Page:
Internet giants back Senate effort to reinstate net neutrality rules

Internet giants back Senate effort to reinstate net neutrality rules
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A trade group representing internet giants including Google and Facebook is throwing its support behind a bill that would reverse the repeal of the Federal Communications Commission’s (FCC) net neutrality rules.

The Internet Association (IA) on Thursday sent a letter to Senate Majority Leader Mitch McConnellAddison (Mitch) Mitchell McConnellBudowsky: Pelosi can break shutdown stalemate GOP seeks to change narrative in shutdown fight On The Money: Shutdown Day 32 | Senate to vote on dueling funding measures | GOP looks to change narrative | Dems press Trump on recalled workers | Kudlow predicts economy will 'snap back' after shutdown MORE (R-Ky.) and Minority Leader Charles SchumerCharles (Chuck) Ellis SchumerCongress: Americans in Puerto Rico still need our help Airbnb is doing the Democrats' dirty work Protecting our judiciary must be a priority in the 116th Congress MORE (D-N.Y.) arguing that the FCC rules should be reinstated.

“Strong net neutrality rules are necessitated by, among other factors, the lack of competition in the broadband service market,” Michael Beckerman, the group’s CEO, wrote. “More than half of all Americans have no choice in their provider, and 87 percent of rural Americans have no choice.”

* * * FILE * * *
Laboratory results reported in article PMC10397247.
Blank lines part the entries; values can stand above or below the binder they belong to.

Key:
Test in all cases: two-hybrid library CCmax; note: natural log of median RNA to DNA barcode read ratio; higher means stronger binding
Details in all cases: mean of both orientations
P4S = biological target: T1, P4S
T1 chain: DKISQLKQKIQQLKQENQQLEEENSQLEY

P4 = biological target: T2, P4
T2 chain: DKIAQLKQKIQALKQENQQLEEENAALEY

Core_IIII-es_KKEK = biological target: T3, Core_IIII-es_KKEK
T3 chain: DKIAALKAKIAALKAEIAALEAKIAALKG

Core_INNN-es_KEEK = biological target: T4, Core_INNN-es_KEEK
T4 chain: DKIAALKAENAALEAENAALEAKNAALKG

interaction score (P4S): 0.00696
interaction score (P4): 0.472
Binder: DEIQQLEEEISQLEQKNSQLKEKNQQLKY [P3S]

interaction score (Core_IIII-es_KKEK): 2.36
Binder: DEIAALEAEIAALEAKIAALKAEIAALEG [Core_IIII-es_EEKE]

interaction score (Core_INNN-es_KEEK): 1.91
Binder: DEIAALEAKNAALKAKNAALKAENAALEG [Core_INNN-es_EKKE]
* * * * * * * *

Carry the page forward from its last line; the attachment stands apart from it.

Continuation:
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A Senate bill that would overturn the FCC’s December decision has nearly enough support to pass the chamber. Every Democrat and one Republican have announced their support for the bill, meaning that it needs just one more GOP senator to put it over the top. Democrats have promised to force a vote.

IA said while they support the legislation, they are also calling on lawmakers to codify the net neutrality rules into law with a bipartisan bill.

Some net neutrality supporters oppose any attempts at legislation out of fear that it would fall short of the Obama-era FCC protections, while Republicans and many in the private sector argue that it would help avoid the uncertainty brought by the back-and-forth at the FCC.

“The time has come for a bipartisan effort to establish permanent net neutrality rules for consumers, startups, established internet businesses, and internet service providers,” Beckerman wrote.